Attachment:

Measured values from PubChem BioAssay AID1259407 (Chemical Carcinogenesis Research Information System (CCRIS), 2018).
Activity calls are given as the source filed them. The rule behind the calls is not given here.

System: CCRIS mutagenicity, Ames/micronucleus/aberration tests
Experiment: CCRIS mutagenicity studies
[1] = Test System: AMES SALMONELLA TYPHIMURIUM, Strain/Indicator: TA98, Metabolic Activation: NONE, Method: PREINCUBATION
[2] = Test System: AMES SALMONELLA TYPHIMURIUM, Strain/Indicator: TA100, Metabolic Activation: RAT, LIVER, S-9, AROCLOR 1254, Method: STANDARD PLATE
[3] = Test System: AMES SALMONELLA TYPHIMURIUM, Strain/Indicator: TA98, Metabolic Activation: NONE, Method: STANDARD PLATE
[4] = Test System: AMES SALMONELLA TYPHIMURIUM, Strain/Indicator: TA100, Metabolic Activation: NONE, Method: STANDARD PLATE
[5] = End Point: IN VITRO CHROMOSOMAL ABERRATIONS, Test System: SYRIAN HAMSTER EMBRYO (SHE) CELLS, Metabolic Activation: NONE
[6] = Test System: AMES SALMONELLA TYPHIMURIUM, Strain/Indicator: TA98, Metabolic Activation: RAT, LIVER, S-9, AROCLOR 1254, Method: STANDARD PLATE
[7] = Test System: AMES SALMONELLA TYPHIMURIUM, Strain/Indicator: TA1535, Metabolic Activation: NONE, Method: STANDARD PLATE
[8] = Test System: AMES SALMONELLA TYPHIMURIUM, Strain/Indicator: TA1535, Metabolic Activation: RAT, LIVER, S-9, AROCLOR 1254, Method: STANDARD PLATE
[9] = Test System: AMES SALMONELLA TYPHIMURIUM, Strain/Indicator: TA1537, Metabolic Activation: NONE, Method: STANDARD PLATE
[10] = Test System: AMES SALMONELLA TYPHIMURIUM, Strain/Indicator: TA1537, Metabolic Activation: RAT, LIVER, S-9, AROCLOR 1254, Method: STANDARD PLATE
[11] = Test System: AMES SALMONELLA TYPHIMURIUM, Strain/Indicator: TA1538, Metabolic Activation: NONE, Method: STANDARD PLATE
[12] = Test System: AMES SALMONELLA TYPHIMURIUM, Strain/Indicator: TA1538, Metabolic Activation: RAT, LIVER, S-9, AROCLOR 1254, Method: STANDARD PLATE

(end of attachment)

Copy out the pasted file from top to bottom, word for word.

Measured values from PubChem BioAssay AID1259407 (Chemical Carcinogenesis Research Information System (CCRIS), 2018).
Activity calls are given as the source filed them. The rule behind the calls is not given here.

System: CCRIS mutagenicity, Ames/micronucleus/aberration tests
Experiment: CCRIS mutagenicity studies
[1] = Test System: AMES SALMONELLA TYPHIMURIUM, Strain/Indicator: TA98, Metabolic Activation: NONE, Method: PREINCUBATION
[2] = Test System: AMES SALMONELLA TYPHIMURIUM, Strain/Indicator: TA100, Metabolic Activation: RAT, LIVER, S-9, AROCLOR 1254, Method: STANDARD PLATE
[3] = Test System: AMES SALMONELLA TYPHIMURIUM, Strain/Indicator: TA98, Metabolic Activation: NONE, Method: STANDARD PLATE
[4] = Test System: AMES SALMONELLA TYPHIMURIUM, Strain/Indicator: TA100, Metabolic Activation: NONE, Method: STANDARD PLATE
[5] = End Point: IN VITRO CHROMOSOMAL ABERRATIONS, Test System: SYRIAN HAMSTER EMBRYO (SHE) CELLS, Metabolic Activation: NONE
[6] = Test System: AMES SALMONELLA TYPHIMURIUM, Strain/Indicator: TA98, Metabolic Activation: RAT, LIVER, S-9, AROCLOR 1254, Method: STANDARD PLATE
[7] = Test System: AMES SALMONELLA TYPHIMURIUM, Strain/Indicator: TA1535, Metabolic Activation: NONE, Method: STANDARD PLATE
[8] = Test System: AMES SALMONELLA TYPHIMURIUM, Strain/Indicator: TA1535, Metabolic Activation: RAT, LIVER, S-9, AROCLOR 1254, Method: STANDARD PLATE
[9] = Test System: AMES SALMONELLA TYPHIMURIUM, Strain/Indicator: TA1537, Metabolic Activation: NONE, Method: STANDARD PLATE
[10] = Test System: AMES SALMONELLA TYPHIMURIUM, Strain/Indicator: TA1537, Metabolic Activation: RAT, LIVER, S-9, AROCLOR 1254, Method: STANDARD PLATE
[11] = Test System: AMES SALMONELLA TYPHIMURIUM, Strain/Indicator: TA1538, Metabolic Activation: NONE, Method: STANDARD PLATE
[12] = Test System: AMES SALMONELLA TYPHIMURIUM, Strain/Indicator: TA1538, Metabolic Activation: RAT, LIVER, S-9, AROCLOR 1254, Method: STANDARD PLATE